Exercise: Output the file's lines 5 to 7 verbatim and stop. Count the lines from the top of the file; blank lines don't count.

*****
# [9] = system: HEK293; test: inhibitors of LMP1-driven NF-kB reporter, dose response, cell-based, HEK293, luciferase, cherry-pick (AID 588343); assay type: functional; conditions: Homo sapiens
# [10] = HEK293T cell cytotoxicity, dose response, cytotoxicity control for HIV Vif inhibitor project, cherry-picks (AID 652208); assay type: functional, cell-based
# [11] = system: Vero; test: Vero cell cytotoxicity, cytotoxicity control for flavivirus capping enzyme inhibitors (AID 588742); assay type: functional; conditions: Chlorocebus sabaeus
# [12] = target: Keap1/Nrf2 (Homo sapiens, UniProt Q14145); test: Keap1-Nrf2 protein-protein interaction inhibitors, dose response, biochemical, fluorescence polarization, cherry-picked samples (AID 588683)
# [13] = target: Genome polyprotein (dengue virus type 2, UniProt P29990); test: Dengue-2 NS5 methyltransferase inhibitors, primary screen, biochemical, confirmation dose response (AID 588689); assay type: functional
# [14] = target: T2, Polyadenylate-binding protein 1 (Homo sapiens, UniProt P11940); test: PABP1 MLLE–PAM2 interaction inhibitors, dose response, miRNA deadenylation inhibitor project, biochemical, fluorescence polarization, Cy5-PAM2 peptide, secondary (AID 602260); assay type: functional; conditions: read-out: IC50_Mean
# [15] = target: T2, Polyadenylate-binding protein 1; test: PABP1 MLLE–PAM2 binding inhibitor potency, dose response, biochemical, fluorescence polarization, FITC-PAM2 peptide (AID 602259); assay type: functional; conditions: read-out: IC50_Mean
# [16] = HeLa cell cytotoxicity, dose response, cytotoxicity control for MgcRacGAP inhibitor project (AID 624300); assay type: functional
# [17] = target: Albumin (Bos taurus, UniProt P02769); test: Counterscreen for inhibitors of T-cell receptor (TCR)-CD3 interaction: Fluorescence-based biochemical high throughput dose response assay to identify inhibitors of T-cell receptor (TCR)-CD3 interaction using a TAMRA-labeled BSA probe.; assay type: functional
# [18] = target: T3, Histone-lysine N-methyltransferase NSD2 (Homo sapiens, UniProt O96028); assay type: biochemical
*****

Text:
# [13] = target: Genome polyprotein (dengue virus type 2, UniProt P29990); test: Dengue-2 NS5 methyltransferase inhibitors, primary screen, biochemical, confirmation dose response (AID 588689); assay type: functional
# [14] = target: T2, Polyadenylate-binding protein 1 (Homo sapiens, UniProt P11940); test: PABP1 MLLE–PAM2 interaction inhibitors, dose response, miRNA deadenylation inhibitor project, biochemical, fluorescence polarization, Cy5-PAM2 peptide, secondary (AID 602260); assay type: functional; conditions: read-out: IC50_Mean
# [15] = target: T2, Polyadenylate-binding protein 1; test: PABP1 MLLE–PAM2 binding inhibitor potency, dose response, biochemical, fluorescence polarization, FITC-PAM2 peptide (AID 602259); assay type: functional; conditions: read-out: IC50_Mean